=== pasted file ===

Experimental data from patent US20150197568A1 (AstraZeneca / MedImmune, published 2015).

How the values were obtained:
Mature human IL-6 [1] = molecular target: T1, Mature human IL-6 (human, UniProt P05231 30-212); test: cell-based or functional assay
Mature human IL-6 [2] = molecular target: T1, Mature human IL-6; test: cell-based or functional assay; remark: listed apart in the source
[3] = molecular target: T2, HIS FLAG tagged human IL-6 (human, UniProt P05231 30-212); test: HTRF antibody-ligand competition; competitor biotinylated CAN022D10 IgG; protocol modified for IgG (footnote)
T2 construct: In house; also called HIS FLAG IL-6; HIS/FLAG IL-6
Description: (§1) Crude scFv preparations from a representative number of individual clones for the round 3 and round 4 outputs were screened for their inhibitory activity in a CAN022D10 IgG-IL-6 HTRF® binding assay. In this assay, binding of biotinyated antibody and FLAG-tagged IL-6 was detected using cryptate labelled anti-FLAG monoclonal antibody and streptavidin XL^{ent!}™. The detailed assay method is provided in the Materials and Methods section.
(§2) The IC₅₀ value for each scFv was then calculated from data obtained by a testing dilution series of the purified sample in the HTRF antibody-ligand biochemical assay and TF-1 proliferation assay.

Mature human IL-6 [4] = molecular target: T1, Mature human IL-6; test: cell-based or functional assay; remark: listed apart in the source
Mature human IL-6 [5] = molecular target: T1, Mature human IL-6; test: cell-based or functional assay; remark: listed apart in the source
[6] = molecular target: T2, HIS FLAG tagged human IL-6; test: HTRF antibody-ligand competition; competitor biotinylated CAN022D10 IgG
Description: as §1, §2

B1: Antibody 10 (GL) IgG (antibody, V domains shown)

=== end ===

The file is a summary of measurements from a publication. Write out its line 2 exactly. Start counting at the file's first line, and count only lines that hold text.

How the values were obtained: